Barbara Chase-Riboud, Zanzibar/Black, 1974-1975, bronze with black patina, silk and wool over a steel armature, Smithsonian American Art Museum, © 2017, Barbara Chase-Riboud; Courtesy of Michael Rosenfeld Callery, LLC, New York, NY, Museum purchase through the Luisita L. and Franz H. Denghausen Endowment, 2018.2
Zanzibar/Black rises like a monumental ancient stele, yet this modern sculpture dismantles our expectations for this age-old form. Ribbons of bronze implausibly float above cascading skeins of wool and silk, seemingly disparate materials united by their black color. "It's not a weak material vs. a strong material so the transformation that happens in the steles is not between two unequal things but two things that interact and transform each other," the artist notes.
Award-winning author and sculptor Barbara Chase-Riboud has lived in Paris since the 1960s, forging friendships with Alexander Calder, James Baldwin, Sheila Hicks, and other Americans abroad. In the sixties, she began creating "skirts" for her sculptures as a solution for what she called "the tyranny of the pedestal." She titled this totemic sculpture after the East African island off the coast of Tanzania that, for centuries, was an epicenter of the Arab slave trade. Her Zanzibar series was inspired by her epic poem, "Why Did We Leave Zanzibar?" (1969--70), a meditation on the long-reaching consequences of the slave trade and the history of resistance by those enslaved.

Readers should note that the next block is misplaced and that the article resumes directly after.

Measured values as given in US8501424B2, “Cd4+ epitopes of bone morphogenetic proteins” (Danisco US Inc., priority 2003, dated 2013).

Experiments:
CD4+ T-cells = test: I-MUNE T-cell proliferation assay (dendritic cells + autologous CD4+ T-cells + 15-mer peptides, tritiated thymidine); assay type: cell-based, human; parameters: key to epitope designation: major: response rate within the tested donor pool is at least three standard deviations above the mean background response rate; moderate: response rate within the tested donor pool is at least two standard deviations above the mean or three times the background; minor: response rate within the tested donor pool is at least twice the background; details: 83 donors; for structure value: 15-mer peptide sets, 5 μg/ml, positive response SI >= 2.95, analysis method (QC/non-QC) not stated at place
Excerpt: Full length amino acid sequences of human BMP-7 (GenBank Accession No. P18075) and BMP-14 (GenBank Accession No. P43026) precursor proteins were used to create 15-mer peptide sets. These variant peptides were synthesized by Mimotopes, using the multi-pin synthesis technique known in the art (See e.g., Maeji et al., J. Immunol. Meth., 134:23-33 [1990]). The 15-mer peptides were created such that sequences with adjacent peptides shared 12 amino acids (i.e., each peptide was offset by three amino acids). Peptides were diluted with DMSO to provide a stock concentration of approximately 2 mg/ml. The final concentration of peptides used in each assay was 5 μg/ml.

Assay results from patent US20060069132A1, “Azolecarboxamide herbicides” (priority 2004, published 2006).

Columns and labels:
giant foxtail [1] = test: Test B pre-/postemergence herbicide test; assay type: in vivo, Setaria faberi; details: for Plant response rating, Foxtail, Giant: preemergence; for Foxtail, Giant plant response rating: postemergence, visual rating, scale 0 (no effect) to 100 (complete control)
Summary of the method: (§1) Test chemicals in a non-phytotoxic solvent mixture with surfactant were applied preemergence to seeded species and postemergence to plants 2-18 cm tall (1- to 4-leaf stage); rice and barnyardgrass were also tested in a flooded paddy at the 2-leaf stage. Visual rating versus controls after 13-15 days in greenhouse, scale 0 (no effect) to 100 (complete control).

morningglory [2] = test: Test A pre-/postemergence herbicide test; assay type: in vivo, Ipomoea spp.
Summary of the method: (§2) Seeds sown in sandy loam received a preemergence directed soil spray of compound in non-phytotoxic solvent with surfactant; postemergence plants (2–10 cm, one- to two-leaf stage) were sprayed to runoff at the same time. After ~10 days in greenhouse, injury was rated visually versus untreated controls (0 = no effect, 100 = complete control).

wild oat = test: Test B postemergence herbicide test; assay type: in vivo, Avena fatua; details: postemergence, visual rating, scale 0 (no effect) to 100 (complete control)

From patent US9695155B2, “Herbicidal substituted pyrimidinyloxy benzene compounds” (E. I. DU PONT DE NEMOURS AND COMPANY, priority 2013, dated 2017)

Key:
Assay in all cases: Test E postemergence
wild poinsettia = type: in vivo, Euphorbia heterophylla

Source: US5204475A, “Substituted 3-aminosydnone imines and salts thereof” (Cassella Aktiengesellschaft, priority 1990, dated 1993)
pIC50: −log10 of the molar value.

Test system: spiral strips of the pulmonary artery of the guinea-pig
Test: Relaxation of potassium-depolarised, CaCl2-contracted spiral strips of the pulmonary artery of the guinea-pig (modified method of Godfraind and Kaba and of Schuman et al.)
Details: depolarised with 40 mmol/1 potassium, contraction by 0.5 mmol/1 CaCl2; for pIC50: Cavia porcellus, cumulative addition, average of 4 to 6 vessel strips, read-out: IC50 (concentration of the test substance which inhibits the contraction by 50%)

- On View
82 × 30 × 27 in. (208.3 × 76.2 × 68.6 cm)
© 2017, Barbara Chase-Riboud; Courtesy of Michael Rosenfeld Callery, LLC, New York, NY
- Credit Line
Smithsonian American Art Museum
Museum purchase through the Luisita L. and Franz H. Denghausen Endowment
- Mediums Description
- bronze with black patina, silk and wool over a steel armature
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